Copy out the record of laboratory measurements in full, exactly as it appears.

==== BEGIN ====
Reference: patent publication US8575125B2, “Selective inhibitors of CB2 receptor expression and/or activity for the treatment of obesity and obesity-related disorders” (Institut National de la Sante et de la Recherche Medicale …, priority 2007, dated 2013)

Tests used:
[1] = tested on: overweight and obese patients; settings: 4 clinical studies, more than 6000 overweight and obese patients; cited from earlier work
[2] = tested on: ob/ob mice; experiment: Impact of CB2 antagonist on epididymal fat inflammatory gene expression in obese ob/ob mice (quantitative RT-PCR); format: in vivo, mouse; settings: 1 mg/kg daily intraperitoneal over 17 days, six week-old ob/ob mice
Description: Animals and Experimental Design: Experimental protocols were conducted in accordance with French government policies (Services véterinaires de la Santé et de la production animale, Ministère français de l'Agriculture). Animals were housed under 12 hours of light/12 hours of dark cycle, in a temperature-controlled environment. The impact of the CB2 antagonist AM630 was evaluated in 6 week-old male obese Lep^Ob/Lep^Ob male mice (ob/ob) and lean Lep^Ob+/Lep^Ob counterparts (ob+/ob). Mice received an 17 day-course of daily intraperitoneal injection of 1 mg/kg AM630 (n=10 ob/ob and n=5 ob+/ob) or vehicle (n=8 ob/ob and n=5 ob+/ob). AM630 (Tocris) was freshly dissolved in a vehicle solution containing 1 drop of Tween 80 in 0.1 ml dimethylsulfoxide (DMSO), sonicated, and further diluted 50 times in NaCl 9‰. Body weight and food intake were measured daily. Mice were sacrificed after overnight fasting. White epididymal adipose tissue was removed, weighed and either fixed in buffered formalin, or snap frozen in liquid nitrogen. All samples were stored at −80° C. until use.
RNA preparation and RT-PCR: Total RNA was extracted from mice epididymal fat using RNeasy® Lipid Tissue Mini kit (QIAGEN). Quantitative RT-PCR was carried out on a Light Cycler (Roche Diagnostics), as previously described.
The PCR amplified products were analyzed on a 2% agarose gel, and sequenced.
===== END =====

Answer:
Reference: patent publication US8575125B2, “Selective inhibitors of CB2 receptor expression and/or activity for the treatment of obesity and obesity-related disorders” (Institut National de la Sante et de la Recherche Medicale …, priority 2007, dated 2013)

Tests used:
[1] = tested on: overweight and obese patients; settings: 4 clinical studies, more than 6000 overweight and obese patients; cited from earlier work
[2] = tested on: ob/ob mice; experiment: Impact of CB2 antagonist on epididymal fat inflammatory gene expression in obese ob/ob mice (quantitative RT-PCR); format: in vivo, mouse; settings: 1 mg/kg daily intraperitoneal over 17 days, six week-old ob/ob mice
Description: Animals and Experimental Design: Experimental protocols were conducted in accordance with French government policies (Services véterinaires de la Santé et de la production animale, Ministère français de l'Agriculture). Animals were housed under 12 hours of light/12 hours of dark cycle, in a temperature-controlled environment. The impact of the CB2 antagonist AM630 was evaluated in 6 week-old male obese Lep^Ob/Lep^Ob male mice (ob/ob) and lean Lep^Ob+/Lep^Ob counterparts (ob+/ob). Mice received an 17 day-course of daily intraperitoneal injection of 1 mg/kg AM630 (n=10 ob/ob and n=5 ob+/ob) or vehicle (n=8 ob/ob and n=5 ob+/ob). AM630 (Tocris) was freshly dissolved in a vehicle solution containing 1 drop of Tween 80 in 0.1 ml dimethylsulfoxide (DMSO), sonicated, and further diluted 50 times in NaCl 9‰. Body weight and food intake were measured daily. Mice were sacrificed after overnight fasting. White epididymal adipose tissue was removed, weighed and either fixed in buffered formalin, or snap frozen in liquid nitrogen. All samples were stored at −80° C. until use.
RNA preparation and RT-PCR: Total RNA was extracted from mice epididymal fat using RNeasy® Lipid Tissue Mini kit (QIAGEN). Quantitative RT-PCR was carried out on a Light Cycler (Roche Diagnostics), as previously described.
The PCR amplified products were analyzed on a 2% agarose gel, and sequenced.